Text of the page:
Ben had his third seizure yesterday. It happened at around 5.30am and at first I heard him dry retching. He vomited and then stumbled and collapsed, going stiff and then the 'paddling motion'. The poor baby lost control of his bowels and bladder and made a growling sound. I tried to remain calm and do the gentle eye compression which Nancy had told me about and when he came around, gave him some honey to bring his blood sugar up. I am not sure if the vomiting brought on the seizure or if it is part of what happens when a seizure is about to occur. I have been journaling these episodes and would be interested to hear from anyone who has experience of a dog with Epilepsy and can offer advice or thoughts that would be helpful. Ben is not on medication for it at this stage.
I'm sorry to hear about Ben's seizure. It sounds exactly like what Theo goes through. Theo *always* has vomiting and ataxia (uncoordination) just prior to a seizure; our vet says that this is normal for the kind of seizures he has. So I have tried to learn not to worry about it, but it's hard!
The best thing is to work closely with a vet who has experience with canine epilepsy. I've also found the site www.canine-epilepsy.com to be very useful. I could tell you what our vet has told us, but I don't know if it would be relevant to Ben's case, so that makes me reluctant.
Good luck! Just remember that although it looks horrible, they are not conscious for the worst part of it. Knowing this makes it easier for me to stay calm and focused on Theo's safety while the seizure is ongoing.
Chrissie, I am so sorry to hear that Ben is having seizures.(Nathan..I am sorry to hear about Theo too). I can't imagine how scary it must be. And how frustrating it is not knowing if and when it will happen again.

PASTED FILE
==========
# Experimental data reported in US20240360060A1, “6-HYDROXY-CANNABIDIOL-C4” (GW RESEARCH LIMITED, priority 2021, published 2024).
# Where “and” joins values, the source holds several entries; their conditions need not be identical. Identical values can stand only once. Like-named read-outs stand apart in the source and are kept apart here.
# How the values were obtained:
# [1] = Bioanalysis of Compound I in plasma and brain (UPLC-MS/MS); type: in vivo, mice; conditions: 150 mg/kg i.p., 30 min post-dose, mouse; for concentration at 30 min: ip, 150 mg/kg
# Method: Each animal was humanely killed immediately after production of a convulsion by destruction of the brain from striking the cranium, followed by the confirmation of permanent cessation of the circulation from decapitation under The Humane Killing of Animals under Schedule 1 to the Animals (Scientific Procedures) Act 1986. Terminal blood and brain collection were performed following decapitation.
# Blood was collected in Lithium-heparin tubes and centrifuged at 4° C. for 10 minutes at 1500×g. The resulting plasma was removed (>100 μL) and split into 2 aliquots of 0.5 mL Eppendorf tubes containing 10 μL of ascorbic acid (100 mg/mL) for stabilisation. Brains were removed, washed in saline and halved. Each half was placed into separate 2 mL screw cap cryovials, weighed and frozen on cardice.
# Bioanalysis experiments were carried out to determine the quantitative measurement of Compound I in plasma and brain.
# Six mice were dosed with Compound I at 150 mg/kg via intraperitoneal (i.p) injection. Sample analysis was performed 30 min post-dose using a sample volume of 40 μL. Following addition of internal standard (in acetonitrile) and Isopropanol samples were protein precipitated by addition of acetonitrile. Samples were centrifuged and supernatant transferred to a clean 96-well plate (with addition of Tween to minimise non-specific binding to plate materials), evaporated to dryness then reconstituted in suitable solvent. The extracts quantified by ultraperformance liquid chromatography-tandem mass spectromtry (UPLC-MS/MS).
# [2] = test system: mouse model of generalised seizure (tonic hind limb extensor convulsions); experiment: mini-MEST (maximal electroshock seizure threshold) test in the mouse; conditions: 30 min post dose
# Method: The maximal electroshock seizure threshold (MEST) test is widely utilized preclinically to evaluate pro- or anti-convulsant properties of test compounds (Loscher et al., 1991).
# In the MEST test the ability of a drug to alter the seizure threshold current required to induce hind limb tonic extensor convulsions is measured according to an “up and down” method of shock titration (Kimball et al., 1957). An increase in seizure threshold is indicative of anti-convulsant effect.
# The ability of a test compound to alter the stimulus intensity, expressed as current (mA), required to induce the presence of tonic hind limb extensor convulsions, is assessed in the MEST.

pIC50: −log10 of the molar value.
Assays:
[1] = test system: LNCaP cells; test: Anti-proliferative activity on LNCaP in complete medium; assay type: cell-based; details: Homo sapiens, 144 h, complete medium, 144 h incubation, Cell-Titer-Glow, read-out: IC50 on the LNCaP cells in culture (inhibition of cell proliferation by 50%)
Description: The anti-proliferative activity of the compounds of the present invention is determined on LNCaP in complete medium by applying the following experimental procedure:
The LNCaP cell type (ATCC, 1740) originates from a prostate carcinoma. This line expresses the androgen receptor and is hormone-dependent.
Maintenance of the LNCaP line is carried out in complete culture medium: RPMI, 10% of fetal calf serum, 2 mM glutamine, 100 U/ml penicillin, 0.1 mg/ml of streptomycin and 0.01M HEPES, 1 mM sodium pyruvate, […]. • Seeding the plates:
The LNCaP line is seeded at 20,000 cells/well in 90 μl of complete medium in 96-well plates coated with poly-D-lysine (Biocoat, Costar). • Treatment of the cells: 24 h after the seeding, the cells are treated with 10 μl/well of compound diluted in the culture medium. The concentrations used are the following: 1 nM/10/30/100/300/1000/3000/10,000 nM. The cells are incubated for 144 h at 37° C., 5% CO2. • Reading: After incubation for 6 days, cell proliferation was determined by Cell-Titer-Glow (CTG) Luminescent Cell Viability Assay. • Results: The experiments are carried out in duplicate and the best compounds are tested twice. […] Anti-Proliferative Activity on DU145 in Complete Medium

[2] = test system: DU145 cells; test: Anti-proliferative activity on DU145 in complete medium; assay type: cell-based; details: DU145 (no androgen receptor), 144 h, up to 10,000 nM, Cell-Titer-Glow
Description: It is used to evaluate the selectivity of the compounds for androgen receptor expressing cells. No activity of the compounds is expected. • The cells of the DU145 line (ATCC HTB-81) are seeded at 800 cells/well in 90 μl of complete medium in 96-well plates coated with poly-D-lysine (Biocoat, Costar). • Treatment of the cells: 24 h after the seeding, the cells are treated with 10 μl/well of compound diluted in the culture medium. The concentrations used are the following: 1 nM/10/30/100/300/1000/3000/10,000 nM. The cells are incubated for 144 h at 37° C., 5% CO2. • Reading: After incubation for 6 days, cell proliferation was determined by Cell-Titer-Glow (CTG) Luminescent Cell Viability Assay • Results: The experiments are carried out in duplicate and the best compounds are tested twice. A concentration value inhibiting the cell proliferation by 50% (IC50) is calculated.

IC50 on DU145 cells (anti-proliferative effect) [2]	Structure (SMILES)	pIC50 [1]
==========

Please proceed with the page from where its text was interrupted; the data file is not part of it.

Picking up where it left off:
Please give your baby boys a big hug from me. Sending good thoughts your way.
I'm sorry. My first Lab had epilepsy and it's a horrible thing to have to go through with a beloved pet.
♣ Laura ♣
I am so sorry. I hope you are able to come up with a solution.
how often are the seizures?
I am always terrified of the damage a long term seizure can do and tend to err on the side of meds perhaps a little faster than others would - I was at er vet one night and sat with a great dane who seized (or was doped out of it) for over 6 hours - she was terribly brain damaged at the end of it and the owner euthanized her
the image has stayed with me forever ...
my personal experience has been mainly with elderly dogs who have other undrelyign conditions - but I am responsible for 2 dogs in long term foster care who seize quite regularly (well one does despite being on meds; the other hasn't had a seizure since he started meds - we are talking about weaning him back and seeing what happens)
“I am only one, but still I am one. I cannot do everything, but still I can do something; and because I cannot do everything, I will not refuse to do something that I can do.” H. Keller
Hi Chrissie, I have a lab who will be 7 this month. He has had epilepsy since he was about 3 years old. It is really tough at times and hard to watch when he has seizures. For the most part the seizures are under control but he will have a break through seizure about every 3-4 months. However, this weekend he broke into his food bag and ate the about 15 lbs worth. This made him sick so he lost his medications so he had 4 seizures. The best thing you can do is make sure your dog has the right amount of meds and that you are consistent in giving them to him. Its also good to know that if the dog becomes sick to his stomach and vomits for whatever reason it can effect the levels of the seizure meds in the blood and cause seizures. So, it was a late night for me on Saturday watching after my dog but he is back to normal now.
I had a lab with epilepsy a long time ago. He started at two and died of kidney disease at 14. He didn't have seizures often...maybe twice a year so we didn't put him on medications. He didn't vomit before but he did have ataxia. He never became completely unconscious so it was hard to watch his fear of what was happening to him. I would just darken the room, get everybody else away and sit quietly with him. They only lasted a couple of minutes but it seemed like an eternity. Good luck.
Sorry about this. The vomiting is part of the seizure.
My last lab had 2 grand mal seizures which were pretty horrible to watch. After the second one she was put on phenobarbytal (sp) and never had another one.
The greatness of a nation and its moral progress can be judged by the way its animals are treated. -- Gandhi